Strong gamma-range oscillations are present in the s.l-m.2, a layer characterized by innervation from the entorhinal cortex (that is, the temporoammonic pathway) and the absence of CA3 axons. To examine if the caging animals in ENR has a significant effect on the temporoammonic pathway, we analyzed the theta-associated gamma oscillations in this location. In contrast to the s.r., the power spectrum density plots of ISO and ENR virtually overlapped in the slow gamma range (NISO=9, NENR=9; Supplementary Fig. S5), suggesting that environmental effects on hippocampal CA1 is likely to be mediated by CA3-CA1 synapses.

Enhancement of gamma oscillations is NMDAR dependent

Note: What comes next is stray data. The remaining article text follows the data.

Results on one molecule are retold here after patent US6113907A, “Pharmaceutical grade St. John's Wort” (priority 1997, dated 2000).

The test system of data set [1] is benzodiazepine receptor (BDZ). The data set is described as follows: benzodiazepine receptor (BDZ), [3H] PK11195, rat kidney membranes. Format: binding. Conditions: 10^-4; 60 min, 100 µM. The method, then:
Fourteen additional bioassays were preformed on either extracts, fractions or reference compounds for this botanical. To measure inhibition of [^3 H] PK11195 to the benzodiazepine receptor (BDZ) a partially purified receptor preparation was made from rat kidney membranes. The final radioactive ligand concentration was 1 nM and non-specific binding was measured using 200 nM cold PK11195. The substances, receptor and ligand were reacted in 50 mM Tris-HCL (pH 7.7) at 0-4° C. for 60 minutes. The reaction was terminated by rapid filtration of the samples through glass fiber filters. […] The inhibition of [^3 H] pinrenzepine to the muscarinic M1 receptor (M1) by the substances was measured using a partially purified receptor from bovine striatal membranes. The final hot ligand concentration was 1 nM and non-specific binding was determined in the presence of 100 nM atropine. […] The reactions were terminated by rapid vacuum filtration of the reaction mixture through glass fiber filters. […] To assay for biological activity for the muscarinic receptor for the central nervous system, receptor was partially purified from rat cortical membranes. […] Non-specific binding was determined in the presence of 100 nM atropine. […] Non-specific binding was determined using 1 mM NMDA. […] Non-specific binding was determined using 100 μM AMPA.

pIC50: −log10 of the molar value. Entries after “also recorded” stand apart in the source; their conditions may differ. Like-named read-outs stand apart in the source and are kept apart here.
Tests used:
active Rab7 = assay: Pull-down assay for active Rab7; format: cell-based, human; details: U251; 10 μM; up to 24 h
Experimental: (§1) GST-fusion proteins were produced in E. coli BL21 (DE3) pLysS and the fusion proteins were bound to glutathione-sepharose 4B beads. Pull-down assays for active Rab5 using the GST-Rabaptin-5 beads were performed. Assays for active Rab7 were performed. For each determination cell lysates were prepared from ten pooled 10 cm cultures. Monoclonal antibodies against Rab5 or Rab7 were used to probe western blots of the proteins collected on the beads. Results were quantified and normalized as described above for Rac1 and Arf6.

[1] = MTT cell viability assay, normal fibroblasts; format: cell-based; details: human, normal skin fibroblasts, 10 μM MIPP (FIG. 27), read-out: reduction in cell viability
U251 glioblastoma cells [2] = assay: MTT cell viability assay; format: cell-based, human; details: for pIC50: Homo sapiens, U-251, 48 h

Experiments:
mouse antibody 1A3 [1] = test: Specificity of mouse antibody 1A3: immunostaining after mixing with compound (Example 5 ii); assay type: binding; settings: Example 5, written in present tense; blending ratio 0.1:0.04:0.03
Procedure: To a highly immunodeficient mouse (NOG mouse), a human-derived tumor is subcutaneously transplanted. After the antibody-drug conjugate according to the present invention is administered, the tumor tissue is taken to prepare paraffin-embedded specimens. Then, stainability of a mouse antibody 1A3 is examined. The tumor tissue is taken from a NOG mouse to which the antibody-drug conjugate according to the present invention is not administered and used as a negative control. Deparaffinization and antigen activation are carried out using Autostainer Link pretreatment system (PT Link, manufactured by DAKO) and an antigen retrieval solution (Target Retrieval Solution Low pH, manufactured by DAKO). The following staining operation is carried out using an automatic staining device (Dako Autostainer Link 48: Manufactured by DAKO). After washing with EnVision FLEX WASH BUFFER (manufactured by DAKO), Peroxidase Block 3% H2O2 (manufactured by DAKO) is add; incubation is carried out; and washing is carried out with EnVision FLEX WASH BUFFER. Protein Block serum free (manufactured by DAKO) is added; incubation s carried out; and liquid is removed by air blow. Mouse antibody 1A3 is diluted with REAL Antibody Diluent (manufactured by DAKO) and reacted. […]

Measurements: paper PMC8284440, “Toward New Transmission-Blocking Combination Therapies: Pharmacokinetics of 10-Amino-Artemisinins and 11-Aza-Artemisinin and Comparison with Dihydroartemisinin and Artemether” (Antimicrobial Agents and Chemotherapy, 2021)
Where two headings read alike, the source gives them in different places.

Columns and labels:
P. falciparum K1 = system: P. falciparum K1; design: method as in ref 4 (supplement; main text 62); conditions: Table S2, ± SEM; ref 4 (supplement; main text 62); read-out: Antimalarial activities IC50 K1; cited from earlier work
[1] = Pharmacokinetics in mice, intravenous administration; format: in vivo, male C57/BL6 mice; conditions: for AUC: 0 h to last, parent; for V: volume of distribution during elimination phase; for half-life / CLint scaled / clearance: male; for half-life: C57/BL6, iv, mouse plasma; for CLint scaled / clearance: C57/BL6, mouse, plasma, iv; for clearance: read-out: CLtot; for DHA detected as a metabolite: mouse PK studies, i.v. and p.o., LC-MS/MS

As NMDAR activation is involved in many forms of CA3-CA1 synaptic plasticity both in vitro and in vivo, we addressed if NMDAR activation is involved in the experience-dependent enhancement of gamma oscillations by administering the NMDAR antagonist ketamine11. Rats were reared in ENR for 3–4 weeks, with ketamine included in the drinking water (0.1% w/v, supplemented with 0.5% w/v sucrose; ENR+ket). The ENR+ket rats did not show any apparent behavioural abnormalities (Supplementary Fig. S6). Ketamine administration and laterality showed a significant degree of interaction (two-way ANOVA, F(1, 16)=6.88, P=0.0185). Moreover, the slow gamma power of ENR+ket group was significantly smaller than that of ENR group in both sides (left: P=0.0425, right: P=0.0218, Shaffer’s method, NENR=10, NENR+ket=8; Fig. 3a). The fast gamma, too, showed a significant interaction of ketamine and laterality (F(1, 16)=11.8, P=0.0034). We observed no difference in the (R/L)θ between ENR+ket and ENR (P=0.734, t-test). In contrast, (R/L)γs in the ketamine-treated rats was significantly lower than ENR rats (P=0.000455, t-test), and surprisingly shifted below 1 (0.873±0.0528), indicating a left dominance of slow gamma oscillations (P=0.0472, t-test). Similarly, (R/L)γf for ENR+ket was 0.771±0.0428 (P=0.0011, t-test) and significantly different from ENR (P=0.000010, t-test; Fig. 3c). Acute administration of ketamine (intramuscular injection, 3.0 mg kg−1) just before recording in enriched environment-reared rats (ENR+a-ket) did not show the effects of chronic ketamine administration (R/Lγs=1.22±0.041, P=0.750, ENR versus ENR+a-ket; R/Lγf=1.05±0.044, P=0.137, ENR versus ENR+a-ket, t-test, NENR+a-ket=4; Fig. 3c).